Pentagon To Issue Fort Hood Review Military officials release an internal review of the Fort Hood shooting Friday. The report will examine why the military failed to recognize that Major Nidal Hasan might be a threat to fellow soldiers.
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Pentagon To Issue Fort Hood Review

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Pentagon To Issue Fort Hood Review

Pentagon To Issue Fort Hood Review

Pentagon To Issue Fort Hood Review

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Military officials release an internal review of the Fort Hood shooting Friday. The report will examine why the military failed to recognize that Major Nidal Hasan might be a threat to fellow soldiers.

DEBORAH AMOS, Host:

It's MORNING EDITION from NPR News. I'm Deborah Amos.

STEVE INSKEEP, Host:

Tom, good morning.

TOM BOWMAN: Good morning, Steve.

INSKEEP: What did the government know?

BOWMAN: And then there are also questions about his performance as an officer, that he was a substandard performer. So everyone had a piece but no government agency had the entire picture that he was a threat.

INSKEEP: This is reminding me of reporting at the time from our own Danny Zwerdling, that Major Hasan's colleagues who worked with him in the Army hospitals had concerns about him, specifically at Walter Reed Medical Center.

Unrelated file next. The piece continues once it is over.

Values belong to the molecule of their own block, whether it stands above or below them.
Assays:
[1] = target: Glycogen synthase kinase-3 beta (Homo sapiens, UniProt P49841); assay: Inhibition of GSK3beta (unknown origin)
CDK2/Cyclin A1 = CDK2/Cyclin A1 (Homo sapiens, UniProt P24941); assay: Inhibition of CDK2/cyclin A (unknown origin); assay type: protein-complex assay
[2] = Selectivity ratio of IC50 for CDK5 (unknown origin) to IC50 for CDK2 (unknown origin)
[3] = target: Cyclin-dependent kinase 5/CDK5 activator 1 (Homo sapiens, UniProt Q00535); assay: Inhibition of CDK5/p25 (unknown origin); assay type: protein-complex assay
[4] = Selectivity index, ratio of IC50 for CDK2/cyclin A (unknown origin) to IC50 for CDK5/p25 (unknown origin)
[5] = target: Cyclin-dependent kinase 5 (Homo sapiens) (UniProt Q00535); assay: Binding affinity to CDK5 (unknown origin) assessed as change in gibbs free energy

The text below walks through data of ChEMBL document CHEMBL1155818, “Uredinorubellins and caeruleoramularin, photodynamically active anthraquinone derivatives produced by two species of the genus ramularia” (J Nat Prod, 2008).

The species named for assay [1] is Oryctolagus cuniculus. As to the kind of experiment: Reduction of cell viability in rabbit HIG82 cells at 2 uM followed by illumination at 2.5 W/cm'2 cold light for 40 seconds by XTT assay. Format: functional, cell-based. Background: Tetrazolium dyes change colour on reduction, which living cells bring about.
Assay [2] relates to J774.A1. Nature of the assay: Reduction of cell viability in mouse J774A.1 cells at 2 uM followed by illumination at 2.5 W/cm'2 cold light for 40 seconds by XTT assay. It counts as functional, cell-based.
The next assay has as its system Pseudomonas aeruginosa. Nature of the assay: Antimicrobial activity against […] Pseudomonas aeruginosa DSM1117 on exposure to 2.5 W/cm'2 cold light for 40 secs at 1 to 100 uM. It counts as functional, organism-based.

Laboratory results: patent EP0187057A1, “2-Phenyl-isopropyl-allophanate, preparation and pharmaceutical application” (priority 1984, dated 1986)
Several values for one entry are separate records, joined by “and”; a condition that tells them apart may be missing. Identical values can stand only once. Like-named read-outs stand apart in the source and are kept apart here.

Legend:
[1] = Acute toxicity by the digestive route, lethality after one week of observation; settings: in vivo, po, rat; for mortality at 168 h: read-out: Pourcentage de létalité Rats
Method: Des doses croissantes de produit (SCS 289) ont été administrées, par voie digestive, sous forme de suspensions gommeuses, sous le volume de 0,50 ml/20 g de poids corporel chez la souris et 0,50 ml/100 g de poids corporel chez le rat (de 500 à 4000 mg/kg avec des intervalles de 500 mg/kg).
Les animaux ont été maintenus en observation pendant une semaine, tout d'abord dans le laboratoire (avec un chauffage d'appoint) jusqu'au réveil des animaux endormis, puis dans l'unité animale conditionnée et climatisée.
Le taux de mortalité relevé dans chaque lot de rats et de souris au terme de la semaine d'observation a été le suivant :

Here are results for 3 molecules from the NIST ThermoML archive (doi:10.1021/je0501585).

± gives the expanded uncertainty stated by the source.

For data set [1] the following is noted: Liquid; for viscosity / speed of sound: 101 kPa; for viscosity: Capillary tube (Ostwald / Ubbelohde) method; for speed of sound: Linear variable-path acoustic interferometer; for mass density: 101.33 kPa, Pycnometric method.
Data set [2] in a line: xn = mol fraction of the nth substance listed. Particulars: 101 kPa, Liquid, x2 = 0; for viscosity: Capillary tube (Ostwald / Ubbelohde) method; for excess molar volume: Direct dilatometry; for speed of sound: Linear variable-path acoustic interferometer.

BOWMAN: The head psychiatric resident at Walter Reed, Scott Moran, tried in the spring of 2007 to kick Major Hasan out. But his superiors never acted on it. Moran wrote in a memo, which NPR obtained, denouncing Hasan for his, quote, "patterns of poor judgment and a lack of professionalism."

INSKEEP: Okay. So somebody wrote a memo. But then there's, of course, the question of who gets it. Was this kind of information available to superiors who not only left Hasan in the service but actually promoted him?

BOWMAN: Now, I'm also told as the Army goes through this report in the coming weeks and months, we expect to see some disciplinary action against some of Hasan's supervisors, maybe as many as a half a dozen or so. And they could be disciplined by let's say letters of reprimand or something like that.

INSKEEP: All right. Letter of reprimand, maybe that seems appropriate for letting someone get promoted when the record didn't seem to show that they really deserved it. But isn't this a good deal more serious? I mean a lot of warning signs were missed leading up to a massacre here.

BOWMAN: No, absolutely. And of course the FBI is at fault here, because, again, they had these emails that Hasan sent to this cleric. And if you put that together with the problems that he had as an officer - what one officer told me, you know, if we had the entire picture of Hasan, the context with this radical cleric in Yemen, the substandard performance, so if you had all that together we would have seen him as a threat, and hopefully we would have tried to get him kicked out of the Army.

INSKEEP: Very briefly, Tom Bowman, what will this Pentagon report due out today recommend to prevent such problems in the future?

BOWMAN: And the other thing is - this is more subjective - they want to make sure the commanders, that they have a responsibility, they're going to tell them, to have a sense of who is serving under them, whether there are any complaints from colleagues and so forth.

INSKEEP: Okay.

BOWMAN: Just a better sense of who they are before any problems arise.

INSKEEP: Okay. Thanks very much. That's NPR Pentagon correspondent Tom Bowman.

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